The Hardest Path: Book Review

Sometimes in life, we are faced with tough questions.

We wonder ‘is this life for me?’ and we are left unsure as to if we are seeing all there is in life and this leads to a strange feeling of being incomplete.

It is a feeling that I personally have felt and I am sure many others have. My life was in fact altered when I read a book by world-famous author Paulo Coelho. That book was The Alchemist which has gone on to sell millions of copies worldwide.

When I was handed a copy of The Hardest Path by Matt Jardine I immediately turned to the back cover and read that the inspiration for this book was provided from The Alchemist also.

I wondered ‘was it fate’ that brought this book into my life? Were stranger forces at play?

Either way, I spent the next few days reading the book of which I will try and give you an honest review.

The 88

In writing this, I found it difficult to create a review without giving away the benefits of the book. However what I would say is that the book is a journey where the reader will learn lessons about themselves and life.

The Hardest Path is the story of Matt Jardine. A karate expert and martial artist who decides to undertake one of the world’s most sacred pilgrimages,  the Shikoku Pilgrimage.

The goal of this pilgrimage is to visit 88 Buddhist Temples located on the island of Shikoku in a gruelling feat of dedication and a test of will.

Matt Jardine undertook this incredible journey and The Hardest Path is his memoir and educational tool for this. I guess at this point you would like me to spill the beans and tell you what he learned, sadly I will not do that because unless you go on that journey with Matt I do not feel you should benefit from this knowledge.

The Review

Having read and loved The Alchemist I was looking forward to this book, however, I did not want to read it at first, mainly because I was not ready to.

This might sound odd,  but this is not the type of book you can read whilst the wife has Eastenders on in the background. This is a book that you need a few hours of quiet time.

Like the pilgrimage  Matt went on, you need to devote or make some time for reading this book otherwise, you will miss the beauty.

Ok now on to the real details.

The book is a short read. I managed it in two evenings and this is just about right for this type of book.

The Bad: I would not be writing a good review if I did not say what I did not like and with The Hardest Path I  have to say that the first two chapters aren’t the best of the book. This might sound harsh, but those chapters are about the author and not the journey, which left me just wanting to dive into this trip.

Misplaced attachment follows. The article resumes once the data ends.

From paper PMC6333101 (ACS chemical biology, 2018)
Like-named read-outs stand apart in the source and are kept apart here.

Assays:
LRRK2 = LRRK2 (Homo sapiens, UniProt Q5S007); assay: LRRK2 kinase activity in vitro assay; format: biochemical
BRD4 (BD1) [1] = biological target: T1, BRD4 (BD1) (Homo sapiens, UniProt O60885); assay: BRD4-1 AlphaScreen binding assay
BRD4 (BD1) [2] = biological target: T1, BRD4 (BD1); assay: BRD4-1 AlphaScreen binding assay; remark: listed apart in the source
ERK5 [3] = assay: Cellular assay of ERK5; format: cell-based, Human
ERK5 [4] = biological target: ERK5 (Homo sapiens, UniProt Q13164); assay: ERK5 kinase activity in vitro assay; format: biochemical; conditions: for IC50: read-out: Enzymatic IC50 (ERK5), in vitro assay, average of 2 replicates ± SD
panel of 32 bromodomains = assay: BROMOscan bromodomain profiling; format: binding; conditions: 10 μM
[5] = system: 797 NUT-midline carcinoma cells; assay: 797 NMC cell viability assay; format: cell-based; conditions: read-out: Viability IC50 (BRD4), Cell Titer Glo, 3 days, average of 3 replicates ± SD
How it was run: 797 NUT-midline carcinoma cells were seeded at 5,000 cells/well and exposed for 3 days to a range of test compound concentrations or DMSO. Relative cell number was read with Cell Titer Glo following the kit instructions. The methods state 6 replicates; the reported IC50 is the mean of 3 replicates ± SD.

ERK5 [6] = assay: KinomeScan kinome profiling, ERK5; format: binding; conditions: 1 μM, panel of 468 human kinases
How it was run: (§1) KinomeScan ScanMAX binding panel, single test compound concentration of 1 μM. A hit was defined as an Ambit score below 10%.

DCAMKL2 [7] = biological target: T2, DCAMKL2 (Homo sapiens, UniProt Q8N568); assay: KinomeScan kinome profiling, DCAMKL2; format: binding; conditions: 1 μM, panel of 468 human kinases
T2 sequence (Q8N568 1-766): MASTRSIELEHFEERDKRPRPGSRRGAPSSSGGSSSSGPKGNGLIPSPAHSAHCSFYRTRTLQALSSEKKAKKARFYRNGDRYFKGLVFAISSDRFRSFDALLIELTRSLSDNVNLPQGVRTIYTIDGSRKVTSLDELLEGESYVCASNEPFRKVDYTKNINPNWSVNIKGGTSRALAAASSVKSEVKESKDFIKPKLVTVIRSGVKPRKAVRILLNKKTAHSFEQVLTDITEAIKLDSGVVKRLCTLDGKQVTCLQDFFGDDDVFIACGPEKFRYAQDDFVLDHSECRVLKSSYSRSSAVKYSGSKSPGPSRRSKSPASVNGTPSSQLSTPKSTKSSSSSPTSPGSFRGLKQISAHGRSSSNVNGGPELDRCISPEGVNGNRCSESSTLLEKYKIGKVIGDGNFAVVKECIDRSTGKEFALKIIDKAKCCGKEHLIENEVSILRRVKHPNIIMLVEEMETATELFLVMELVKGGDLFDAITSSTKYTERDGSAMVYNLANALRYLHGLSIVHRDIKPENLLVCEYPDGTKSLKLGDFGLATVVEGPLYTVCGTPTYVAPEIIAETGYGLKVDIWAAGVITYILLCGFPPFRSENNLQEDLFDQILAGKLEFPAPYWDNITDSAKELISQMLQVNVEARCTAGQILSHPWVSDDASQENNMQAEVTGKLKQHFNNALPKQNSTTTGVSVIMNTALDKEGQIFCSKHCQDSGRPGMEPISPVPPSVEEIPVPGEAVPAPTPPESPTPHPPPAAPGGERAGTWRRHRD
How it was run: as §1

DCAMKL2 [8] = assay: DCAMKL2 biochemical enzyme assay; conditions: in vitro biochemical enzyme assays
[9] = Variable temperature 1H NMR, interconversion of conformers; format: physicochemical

Fortunately, the first two chapters are exceedingly brief and from there on in things rapidly improve for the book, as we start to learn of the author’s misfortune. From credit cards that were rejected to his first night in Japan living on the streets.

From this point on in the book you really start to feel as if you are going through the pilgrimage with him. This should attest to the natural writing style of the author who effortlessly transports you to Japan, providing just enough description to conjure up you own mental image of the land, yet not too much as to spoil your imagination.

Th writing style is incredibly similar to Paulo Coelho and this book will appeal to his fans.

The Hardest Path is a wonderful tale of self-discovery. I would describe it as a part travel book and part self-help guide. For any martial artist, this book will definitely appeal as the journey stirs the imagination of the beautiful lands of  Japan. It will also appeal due to the self-diagnostic nature of the book, it is almost impossible not to relate the journey to an aspect of your modern life.

I have no problem recommending this book to anyone, martial artist or not. I think it will especially appeal to those with an interest in Eastern culture and Paulo Coelho style books.

But who will this book help?

My view is that this book will be of most benefit to those in their 30’s and 40’s. This is the generation that has raised and is raising a family in the world’s longest recession.

We were not born with the internet of today but we have gone from having 4 TV channels and using sticks we picked up off the floor to be our swords and lightsabers, to having TV on demand and smartphones.

We are the generation that had to use their imagination, something I feel is being killed off in our kids today and this book will help our generation to understand our place in this rapidly changing world.

By the end of The Hardest Path, you will have left your family  (you will leave them but not leave them, Walking Dead fans will understand that), slept on the streets, endured pain and suffering yet you will leave with wisdom and understanding.

I would describe this as a must read book that is a combination of a Man’s Search For Meaning and The Alchemist.

I highly recommend this book which you can learn more about by clicking here



The WoMA.TV Team